Steve

    Bobcat 250EFI

    Syncrowave 250

    Millermatic 350P

    Hypertherm 1250

    A Bunch of tools

    And a forklift to move the heavy stuff with..

    Looking at CNC Plasmas

    It's Miller Time - Get Back To Work!

  6. #6
    Join Date
    Jan 2011
    Posts
    14

    Default Thanks!!

    Thanks for that very good reply . Like I said I am new to this thanks.

  7. #7
    Join Date
    Sep 2006
    Posts
    303

    Default

    You can do it the way fencemen do it.

    I saddle all my posts first and then set them for height and line by eye.

    http://www.harveylacey.com/id27.htm

  8. #8
    Join Date
    Oct 2007
    Posts
    2,949

    Default "Straight Line"

    Quote Originally Posted by Txcoonhunter View Post
    My question is how do I keep the tops of the pipe,tubing, or drill pipe at the same higth? Do I run a string at the top or use a mesuring stick mark the pipe before I place it in the ground ? The pipe is 2 3/8 drill pipe cut on 8'. thanks
    If you know someone who owns an optical transit level, it makes things much easier. Not only can you keep the tops level, you can set the posts in a straight line, so it doesn't look like an accordian when you're done.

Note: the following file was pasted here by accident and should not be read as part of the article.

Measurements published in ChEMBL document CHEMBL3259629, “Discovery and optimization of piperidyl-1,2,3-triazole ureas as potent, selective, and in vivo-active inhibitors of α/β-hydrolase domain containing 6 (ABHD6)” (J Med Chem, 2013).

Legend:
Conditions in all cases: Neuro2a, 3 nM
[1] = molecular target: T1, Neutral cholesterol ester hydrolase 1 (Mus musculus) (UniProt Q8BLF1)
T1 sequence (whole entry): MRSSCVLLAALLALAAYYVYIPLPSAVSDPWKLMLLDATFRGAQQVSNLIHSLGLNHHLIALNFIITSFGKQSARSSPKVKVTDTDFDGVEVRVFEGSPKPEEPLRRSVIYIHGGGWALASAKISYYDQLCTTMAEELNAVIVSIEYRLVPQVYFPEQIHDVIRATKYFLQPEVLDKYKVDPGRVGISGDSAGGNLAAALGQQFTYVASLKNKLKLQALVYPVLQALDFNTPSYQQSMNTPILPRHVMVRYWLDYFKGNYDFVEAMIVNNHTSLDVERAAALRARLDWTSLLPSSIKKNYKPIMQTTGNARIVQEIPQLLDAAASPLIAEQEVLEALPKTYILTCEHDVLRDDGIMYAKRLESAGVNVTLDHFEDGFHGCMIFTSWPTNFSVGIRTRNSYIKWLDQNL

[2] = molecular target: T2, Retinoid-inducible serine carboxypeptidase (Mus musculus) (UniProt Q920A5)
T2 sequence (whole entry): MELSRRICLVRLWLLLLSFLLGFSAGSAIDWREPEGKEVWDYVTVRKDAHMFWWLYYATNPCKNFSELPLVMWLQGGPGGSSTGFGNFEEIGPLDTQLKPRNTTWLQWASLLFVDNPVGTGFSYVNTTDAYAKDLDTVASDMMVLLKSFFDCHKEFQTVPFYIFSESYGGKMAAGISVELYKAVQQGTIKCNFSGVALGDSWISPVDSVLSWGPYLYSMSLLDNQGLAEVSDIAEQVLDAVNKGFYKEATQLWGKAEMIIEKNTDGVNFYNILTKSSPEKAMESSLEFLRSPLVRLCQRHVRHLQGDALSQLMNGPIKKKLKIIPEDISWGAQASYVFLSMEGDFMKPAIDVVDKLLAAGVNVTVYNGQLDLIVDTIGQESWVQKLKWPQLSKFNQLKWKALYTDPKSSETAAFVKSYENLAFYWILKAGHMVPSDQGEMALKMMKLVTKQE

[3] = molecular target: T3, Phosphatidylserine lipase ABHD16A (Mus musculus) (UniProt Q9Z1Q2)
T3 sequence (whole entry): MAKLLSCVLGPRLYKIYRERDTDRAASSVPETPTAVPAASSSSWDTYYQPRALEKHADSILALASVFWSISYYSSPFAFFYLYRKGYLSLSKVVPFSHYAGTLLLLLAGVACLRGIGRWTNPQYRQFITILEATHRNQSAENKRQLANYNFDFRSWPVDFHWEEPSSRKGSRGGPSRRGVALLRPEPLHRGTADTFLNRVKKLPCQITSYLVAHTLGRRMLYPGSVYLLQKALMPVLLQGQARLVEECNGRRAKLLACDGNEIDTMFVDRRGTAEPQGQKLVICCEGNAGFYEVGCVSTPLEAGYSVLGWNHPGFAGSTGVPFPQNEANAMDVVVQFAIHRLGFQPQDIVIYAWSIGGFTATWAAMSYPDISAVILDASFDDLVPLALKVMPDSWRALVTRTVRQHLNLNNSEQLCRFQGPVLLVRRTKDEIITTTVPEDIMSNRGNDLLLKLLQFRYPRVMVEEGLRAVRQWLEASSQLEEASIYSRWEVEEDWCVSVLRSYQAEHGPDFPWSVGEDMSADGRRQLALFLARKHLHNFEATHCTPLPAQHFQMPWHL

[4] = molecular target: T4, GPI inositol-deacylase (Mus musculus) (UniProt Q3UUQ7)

If not, Mason's string line and a magnetic "torpedo" level will suffice. You can also take some re-bar, and bend a couple of pieces into a long "S" and hang from the 1" laterals for uniform spacing. Similar to when elecrtricians used a "story board" before the advent of laser levels, when placing outlet boxes on studs.

    David
    Last edited by davedarragh; 01-09-2011 at 09:23 PM.
    "Bonne journe'e mes amis"

  9. #9
    Join Date
    Jan 2011
    Posts
    14

    Default Thanks Harvey & Dave

    Thanks for your knowledge and your willingness to share it with a newbee thanks

  10. #10
    Join Date
    Oct 2007
    Posts
    2,949

    Default "On the Level"

    Quote Originally Posted by Txcoonhunter View Post
    Thanks for your knowledge and your willingness to share it with a newbee thanks
    A decent transit level, tripod and survey rod can be bought for less than $500, and takes the guess work out of any building project. From octagon patios, spiral staircases, Stadia Distance measuring, or any layout work they are an invaluable tool. Might want to consider this small investment. CST/Berger & David White are the most popular. www.engineersupply.com or Northern Tool. Make sure you get the "bubble level" for the survey stick too. This insures the rod is plumb and true when reading it. .025" difference over 100' translates into 2 1/2"